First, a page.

NEW ORLEANS—Anyone who fancies themselves a fan of cocktails knows the names: the Manhattan, Old Fashioned, Martini, Margarita, on and on and on. In the drinks world, such recipes have stood the test of time and grown into industry icons over decades. But unlike similar cultural colossuses elsewhere—from Mickey Mouse on screen or "Hey Jude" in the stereo—you can find the Negroni being deployed freely at virtually every bar in America. What gives?
"Can you copyright and own a recipe? A recipe in the eyes of the law doesn't have that creative spark," says attorney Andrea Mealey, an intellectual property expert who's done legal work for beverage companies like Gosling's Rum. During a panel on IP in the bar industry at the 2019 Tales of the Cocktail (TOTC) conference, she next points at the ceiling in this conference room. "The design of that chandelier—someone had to come up with it. It's creative, and you can own copyright on that design. I can do a slightly different design and own that as well. But a recipe is like a phone book in the eyes of the law—you can't own something so factual."
In the modern drinks world, Mealey not-so-subtly implies copyright may be the most useless legal tool for enterprising bartenders. (You could at least patent some amazing new tool, in theory.) It's a not-so-dirty secret that many have increasingly become aware of in this modern cocktail renaissance, where a killer recipe at an influential bar can suddenly show up on menus worldwide with little more than a written credit. The US Copyright Office puts it plainly: "A mere listing of ingredients or contents, or a simple set of directions, is uncopyrightable."
And then it was all over.
After the drama of Apollo 13, the final four human missions to the Moon in 1971 and 1972 flew smoothly. With each successive, increasingly routine landing, astronauts made longer forays out onto the dusty lunar terrain and delved deeper into the scientific secrets hidden there.
On the second evening of Prime Day, Amazon’s annual sales bonanza, Anne Marie Bressler received an email from Amazon that had nothing to do with the latest deals. The message, sent from an automated email address Tuesday, informed her that the Align nutritional supplements she ordered two weeks earlier were probably counterfeit. “If you still have this product, we recommend that you stop using it immediately and dispose of the item,” the email reads, adding that she would be receiving a full refund. It’s not clear how many other customers may have purchased the fake supplements. Amazon confirmed that it sent out the email but declined to specify the number of customers impacted.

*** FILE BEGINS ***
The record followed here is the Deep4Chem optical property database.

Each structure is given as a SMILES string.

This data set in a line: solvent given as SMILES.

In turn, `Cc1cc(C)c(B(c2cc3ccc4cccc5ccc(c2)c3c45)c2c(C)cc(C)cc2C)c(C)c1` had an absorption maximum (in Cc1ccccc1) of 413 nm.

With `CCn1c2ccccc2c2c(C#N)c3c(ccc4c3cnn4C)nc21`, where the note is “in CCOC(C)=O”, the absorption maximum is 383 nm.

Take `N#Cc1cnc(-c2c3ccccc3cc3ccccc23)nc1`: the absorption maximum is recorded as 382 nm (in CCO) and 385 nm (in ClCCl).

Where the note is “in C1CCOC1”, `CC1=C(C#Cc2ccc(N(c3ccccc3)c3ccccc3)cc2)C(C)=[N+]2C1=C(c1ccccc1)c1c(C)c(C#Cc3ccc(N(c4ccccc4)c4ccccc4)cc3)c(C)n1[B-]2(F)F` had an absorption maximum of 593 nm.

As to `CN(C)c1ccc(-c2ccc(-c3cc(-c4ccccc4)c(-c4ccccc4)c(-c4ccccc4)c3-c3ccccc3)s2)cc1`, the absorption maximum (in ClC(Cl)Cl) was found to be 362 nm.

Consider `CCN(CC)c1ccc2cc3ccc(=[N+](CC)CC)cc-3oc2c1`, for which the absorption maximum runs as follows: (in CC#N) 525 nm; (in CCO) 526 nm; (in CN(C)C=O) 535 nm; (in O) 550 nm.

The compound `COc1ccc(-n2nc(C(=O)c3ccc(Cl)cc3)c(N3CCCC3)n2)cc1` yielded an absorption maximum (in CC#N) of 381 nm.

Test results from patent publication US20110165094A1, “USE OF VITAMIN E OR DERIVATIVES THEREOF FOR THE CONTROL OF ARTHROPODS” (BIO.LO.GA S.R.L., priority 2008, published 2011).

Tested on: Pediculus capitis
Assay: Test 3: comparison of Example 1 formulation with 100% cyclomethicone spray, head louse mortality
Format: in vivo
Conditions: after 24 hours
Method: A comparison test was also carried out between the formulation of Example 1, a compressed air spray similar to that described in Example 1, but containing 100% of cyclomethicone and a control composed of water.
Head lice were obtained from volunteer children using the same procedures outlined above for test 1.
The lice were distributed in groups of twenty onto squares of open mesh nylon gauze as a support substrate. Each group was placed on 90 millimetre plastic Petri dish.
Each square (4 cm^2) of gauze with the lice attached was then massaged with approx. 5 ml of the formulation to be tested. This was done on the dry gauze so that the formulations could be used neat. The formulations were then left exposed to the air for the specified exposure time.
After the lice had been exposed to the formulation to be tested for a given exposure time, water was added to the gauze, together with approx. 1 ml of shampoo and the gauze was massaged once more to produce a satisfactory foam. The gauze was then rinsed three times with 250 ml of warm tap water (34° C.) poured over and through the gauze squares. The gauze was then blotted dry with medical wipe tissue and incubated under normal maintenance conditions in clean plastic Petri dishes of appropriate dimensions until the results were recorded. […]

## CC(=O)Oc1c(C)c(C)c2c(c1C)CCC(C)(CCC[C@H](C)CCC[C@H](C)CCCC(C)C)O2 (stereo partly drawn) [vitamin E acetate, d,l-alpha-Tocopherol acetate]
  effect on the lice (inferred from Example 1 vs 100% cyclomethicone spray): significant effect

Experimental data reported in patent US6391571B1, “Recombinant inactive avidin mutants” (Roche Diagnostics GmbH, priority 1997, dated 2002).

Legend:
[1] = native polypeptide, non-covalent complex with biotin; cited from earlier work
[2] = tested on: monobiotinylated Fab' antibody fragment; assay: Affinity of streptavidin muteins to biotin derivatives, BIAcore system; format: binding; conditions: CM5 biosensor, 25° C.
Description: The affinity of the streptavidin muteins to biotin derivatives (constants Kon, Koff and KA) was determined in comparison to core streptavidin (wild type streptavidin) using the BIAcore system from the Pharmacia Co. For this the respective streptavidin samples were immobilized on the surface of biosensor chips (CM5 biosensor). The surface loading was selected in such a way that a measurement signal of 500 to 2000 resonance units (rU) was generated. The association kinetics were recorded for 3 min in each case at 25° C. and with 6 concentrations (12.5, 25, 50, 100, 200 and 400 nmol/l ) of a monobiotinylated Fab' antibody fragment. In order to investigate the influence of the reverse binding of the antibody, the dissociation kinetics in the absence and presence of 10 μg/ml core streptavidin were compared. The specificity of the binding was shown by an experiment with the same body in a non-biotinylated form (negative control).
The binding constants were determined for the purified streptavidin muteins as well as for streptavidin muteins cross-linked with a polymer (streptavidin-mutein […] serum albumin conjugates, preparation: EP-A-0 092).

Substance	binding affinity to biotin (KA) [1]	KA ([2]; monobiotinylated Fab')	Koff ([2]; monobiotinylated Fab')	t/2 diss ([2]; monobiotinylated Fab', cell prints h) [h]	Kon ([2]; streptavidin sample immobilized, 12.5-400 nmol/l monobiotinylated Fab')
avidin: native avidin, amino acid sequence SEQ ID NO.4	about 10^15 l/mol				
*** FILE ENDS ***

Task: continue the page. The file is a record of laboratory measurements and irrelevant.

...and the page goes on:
For years, Amazon has battled third-party sellers who list knockoffs of everything from iPhone charging cables to soccer jerseys on its site. Nutritional supplements are another popular target for fakes, as it’s a largely unregulated industry. The US Food and Drug Administration has been criticized—including by former staff—for declining to test dietary supplements for safety and effectiveness the same way it does pharmaceuticals. In this instance, the problems came together: An Amazon merchant sold dupes of genuine probiotics made by Align, a Procter & Gamble brand.
“We are aware that some counterfeit Align product was sold on Amazon via third parties,” Mollie Wheeler, a spokesperson for Procter & Gamble, said in an email. “Amazon has confirmed they have stopped third party sales of the Align products in question and Amazon is only selling Align product received directly from P&G manufacturing facilities.”
Filtering out the bits of human knowledge you don't like and leaving all the bits you do is a deceptively difficult task; it's one of the classic "I may not know art, but I know what I (don't) like" problems. If you have a family with small children and absolutely any adult member of that family is not a complete libertine, though, it's a problem you'll need to address. The latest edition of the Disney-backed Circle filtering platform aims to help, via either a standalone IoT gadget ($35) or a service embedded in higher-end Netgear routers and mesh kits, such as Orbi RBK50 ($300) or Nighthawk R7000P ($160).
Netgear's Orbi RBK-50 (left two items) offers embedded Circle functionality, or you can purchase a standalone IoT gadget (right). [credit: Jim Salter ]
Twenty years ago, the problem was trying to keep an up-to-date database of everything on the Internet and whether it was naughty or not. In 2019, we've got the Big Data chops for that, but a larger problem has cropped up—end-to-end encryption. The HTTPS standard treats everything in between the website itself and the device you're viewing it on as potentially hostile. It keeps those potential hostiles from seeing or altering what you're doing. So while your router (or any other device in the middle) might be able to tell—or at least effectively guess—what website you're visiting, it has no idea what you're actually doing there.
That means filtering based on the actual content you're looking at isn't possible, and family filtering is a semi-blind guessing game. Many companies and devices claim to do it, but Circle is the first one I've seen that does it even tolerably well.
A new twist on a special kind of polymer is what enables this paper doll to do calisthenics.
A new twist on lightweight organic materials shows promise for artificial-muscle applications. Chinese scientists spiked a crystalline organic material with a polymer to make it more flexible. They reported their findings in a new paper in ACS Central Science, demonstrating proof of concept by using their material to make an aluminum foil paper doll do sit-ups.